Looking back now at this experience, which began to end not long after my 30th birthday (I'm 59 now), I marvel that it was even possible for this to have happened to me. I had been brought up in an academic, nominally liberal household (more about that later), one in which tolerance was at least given lip service. Why would I throw that away for a belief system predicated not only on intolerance, but on a near-total rejection of the intellectual part of life?
There is no simple answer but, over the years, I've come to realize that I had grown up with a lot of self-doubt, augmented by the fact that my parents went out of their way to over-protect me from a lot of activities they deemed to be potentially dangerous. Add to that the fact that I had attention-deficit disorder and a high IQ, and couldn't overcome the one to fully take advantage of the other, and my whole growing-up process was a total mess. By the time I was ready to step into the world on my own, I did so without a trace of confidence that I could be successful in it.
I was, in short, easy pickings for a moment that feeds its numbers with directionless people looking to almost anything for direction. And, for the first twelve years of my adult life, I did the best I could to accommodate myself to its demands, even its demand that I only date women who were part of the faith. That made my life more complicated, because there were very few available women who qualified, and the ones that did had no interest in dating me. Evangelical women, for theological reasons, look for men who possess a confident, leader-like personality and, back in my college years and early 20s, that definitely was not me.
By the time I was in my mid-20s, I was in a downward spiritual spiral. My faith was not helping me cope with a civil-service job I dreaded to go to, and my social life was in a near-total rut. The best thing I had going for me was the fact that I lived in New York, my all-time favorite city. But even that was not enough to make my life happy, or even functional. My response to that was to double-down on the bad spiritual bargain I had made, and attend a week-long program sponsored by Bill Gothard's Institute in Basic Youth Conflicts.
And this was the experience that became the beginning of the end for me, evangelically speaking. Gothard's seminar, like all of his programs, are built on his concept of Biblical authority. Put simply, any authority that is over you has been placed in that position by God, and must be responded to with absolute obedience. That not only includes the concept of wives submitting to husbands, but children (even adult children) submitting to parents. Sadly, both my faith and my self-esteem were low enough that I bought into this concept. Not long after that, doing so cost me the only good relationship I had ever formed with an evangelical woman--because my parents disapproved of the fact that she was black.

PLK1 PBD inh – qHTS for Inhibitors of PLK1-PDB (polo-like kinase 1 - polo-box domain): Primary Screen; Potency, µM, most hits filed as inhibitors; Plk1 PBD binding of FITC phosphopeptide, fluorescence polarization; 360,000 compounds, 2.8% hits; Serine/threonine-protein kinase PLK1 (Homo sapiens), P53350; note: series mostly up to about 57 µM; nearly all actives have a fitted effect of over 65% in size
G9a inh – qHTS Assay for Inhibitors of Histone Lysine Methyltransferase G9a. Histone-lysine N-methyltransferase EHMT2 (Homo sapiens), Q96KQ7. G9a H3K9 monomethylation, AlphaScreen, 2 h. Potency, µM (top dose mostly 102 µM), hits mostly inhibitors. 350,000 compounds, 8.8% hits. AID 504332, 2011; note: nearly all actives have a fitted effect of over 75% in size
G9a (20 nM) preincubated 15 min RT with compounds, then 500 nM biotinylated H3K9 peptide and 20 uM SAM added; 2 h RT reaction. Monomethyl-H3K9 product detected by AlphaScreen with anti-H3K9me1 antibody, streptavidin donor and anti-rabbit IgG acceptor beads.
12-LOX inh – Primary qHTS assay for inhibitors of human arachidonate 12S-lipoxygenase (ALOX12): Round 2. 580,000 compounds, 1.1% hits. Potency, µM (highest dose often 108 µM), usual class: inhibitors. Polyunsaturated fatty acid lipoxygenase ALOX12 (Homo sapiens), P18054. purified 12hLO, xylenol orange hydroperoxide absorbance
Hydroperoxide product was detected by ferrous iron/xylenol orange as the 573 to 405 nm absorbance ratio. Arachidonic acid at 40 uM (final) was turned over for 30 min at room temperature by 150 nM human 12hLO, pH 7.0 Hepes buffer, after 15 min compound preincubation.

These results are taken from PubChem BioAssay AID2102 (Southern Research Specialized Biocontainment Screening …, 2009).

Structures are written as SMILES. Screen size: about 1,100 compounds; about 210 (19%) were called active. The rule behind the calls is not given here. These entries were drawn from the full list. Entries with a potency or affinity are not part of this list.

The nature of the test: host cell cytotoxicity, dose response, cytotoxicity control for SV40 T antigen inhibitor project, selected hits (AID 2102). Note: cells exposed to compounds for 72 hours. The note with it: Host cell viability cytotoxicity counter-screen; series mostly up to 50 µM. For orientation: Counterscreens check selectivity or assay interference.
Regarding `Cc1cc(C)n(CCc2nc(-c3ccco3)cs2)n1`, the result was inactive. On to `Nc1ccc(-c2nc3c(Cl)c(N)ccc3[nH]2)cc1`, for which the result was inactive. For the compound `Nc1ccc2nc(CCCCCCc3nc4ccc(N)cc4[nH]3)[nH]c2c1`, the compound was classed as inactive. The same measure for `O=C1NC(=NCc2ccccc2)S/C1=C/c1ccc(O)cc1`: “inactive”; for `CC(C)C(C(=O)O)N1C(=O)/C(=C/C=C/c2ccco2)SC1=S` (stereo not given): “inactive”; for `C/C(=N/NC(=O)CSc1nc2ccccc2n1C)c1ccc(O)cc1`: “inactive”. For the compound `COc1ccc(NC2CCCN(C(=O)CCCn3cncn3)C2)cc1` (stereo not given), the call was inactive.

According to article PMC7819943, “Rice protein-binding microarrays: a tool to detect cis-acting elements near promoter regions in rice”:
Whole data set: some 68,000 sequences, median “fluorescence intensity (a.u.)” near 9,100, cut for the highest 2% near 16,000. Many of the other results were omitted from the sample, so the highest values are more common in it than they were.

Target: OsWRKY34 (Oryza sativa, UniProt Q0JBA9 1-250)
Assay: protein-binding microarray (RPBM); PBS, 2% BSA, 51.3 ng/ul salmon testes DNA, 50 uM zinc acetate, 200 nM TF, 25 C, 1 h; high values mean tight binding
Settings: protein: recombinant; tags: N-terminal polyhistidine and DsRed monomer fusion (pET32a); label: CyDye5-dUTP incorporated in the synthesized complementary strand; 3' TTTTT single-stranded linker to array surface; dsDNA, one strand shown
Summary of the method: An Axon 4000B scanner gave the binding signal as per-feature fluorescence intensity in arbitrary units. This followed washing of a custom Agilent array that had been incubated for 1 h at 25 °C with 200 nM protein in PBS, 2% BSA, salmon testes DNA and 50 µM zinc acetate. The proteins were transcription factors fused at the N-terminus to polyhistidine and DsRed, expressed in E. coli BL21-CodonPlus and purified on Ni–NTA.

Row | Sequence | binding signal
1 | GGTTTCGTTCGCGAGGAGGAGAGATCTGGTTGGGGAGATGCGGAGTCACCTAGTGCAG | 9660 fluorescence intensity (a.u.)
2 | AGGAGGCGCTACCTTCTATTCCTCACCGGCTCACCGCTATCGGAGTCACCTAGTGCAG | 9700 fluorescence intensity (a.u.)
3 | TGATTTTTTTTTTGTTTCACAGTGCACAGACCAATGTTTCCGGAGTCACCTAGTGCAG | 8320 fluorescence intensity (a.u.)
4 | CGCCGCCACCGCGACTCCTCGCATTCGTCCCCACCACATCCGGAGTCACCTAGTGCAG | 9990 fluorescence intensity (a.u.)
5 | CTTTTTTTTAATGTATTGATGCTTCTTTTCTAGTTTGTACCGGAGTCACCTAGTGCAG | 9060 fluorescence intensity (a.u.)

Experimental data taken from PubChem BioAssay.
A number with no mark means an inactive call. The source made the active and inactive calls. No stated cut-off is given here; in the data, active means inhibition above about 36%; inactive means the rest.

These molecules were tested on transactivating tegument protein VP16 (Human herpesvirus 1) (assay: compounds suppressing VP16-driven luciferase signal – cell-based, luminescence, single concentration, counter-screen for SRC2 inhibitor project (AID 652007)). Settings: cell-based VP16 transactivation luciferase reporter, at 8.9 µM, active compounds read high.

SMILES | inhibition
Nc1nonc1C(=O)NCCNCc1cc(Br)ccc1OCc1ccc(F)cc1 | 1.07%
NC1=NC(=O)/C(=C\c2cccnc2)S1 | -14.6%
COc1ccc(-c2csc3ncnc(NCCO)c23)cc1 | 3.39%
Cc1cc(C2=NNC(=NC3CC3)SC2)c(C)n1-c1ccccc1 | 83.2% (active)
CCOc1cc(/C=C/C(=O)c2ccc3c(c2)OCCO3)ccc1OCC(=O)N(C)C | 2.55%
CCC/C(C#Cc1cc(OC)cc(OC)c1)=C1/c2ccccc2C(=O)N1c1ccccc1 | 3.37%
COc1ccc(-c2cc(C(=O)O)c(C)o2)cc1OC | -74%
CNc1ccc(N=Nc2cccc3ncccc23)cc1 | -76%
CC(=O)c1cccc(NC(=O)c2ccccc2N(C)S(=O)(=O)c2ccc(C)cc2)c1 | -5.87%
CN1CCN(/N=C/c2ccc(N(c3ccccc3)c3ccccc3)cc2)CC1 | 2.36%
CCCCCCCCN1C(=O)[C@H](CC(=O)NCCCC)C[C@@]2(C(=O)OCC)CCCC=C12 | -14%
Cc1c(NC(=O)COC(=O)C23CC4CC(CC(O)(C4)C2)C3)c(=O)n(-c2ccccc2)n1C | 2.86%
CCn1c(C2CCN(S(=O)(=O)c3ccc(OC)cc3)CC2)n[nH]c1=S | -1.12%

I don't blame them, however, for my decision to end the relationship. I blame me. I blame myself for my weakness, my insane search for an "authority" that would make all of my decisions for me, and my complete inability to trust my own judgment and instincts--even when those instincts proved to be right, time and time again. It was only when I realized that I was the only person who needed to be or should be in charge of my life that I broke out of this downward spiral, and began to turn my life around. Ultimately, that turnaround led me to abandon the faith I had made the mistake of adopting.
I'll never know exactly what my life might have been if I had not wandered into evangelical Christianity. I have a good life now, with a terrific marriage and family, and two careers (as a lawyer and an actor), so I have no complaints. But I can't help but feel a sense of frustration over the years I wasted trying to conform to the demands of a belief system that gave me nothing but a sense of failure. Who knows how I could have benefited others, if I had just lived my life on my own terms, instead of the terms of people who cared more about my obedience than my happiness?
This is why it infuriates me to see something like this, which makes me realize that no one should waste a second of their lives listing to anything Bill Gothard has to say. To say nothing of how his particular system of religious tyranny has spilled out into our popular culture, thanks to the Duggar family, whose show, mercifully, has been taken off the air.
And that is why I warn everyone, especially those of you with high-school age and college-age children, to be very, very careful if someone you know or love looks like they may be in danger of falling into the evangelical trap. Do not hesitate to intervene. Do it with love, but do it armed with the truth. And the greatest truth that you can share with them is best summed up in the final four lines of the poem, Invictus:
It matters not how strait the gate,
How charged with punishments the scroll,
I am the master of my fate,
I am the captain of my soul.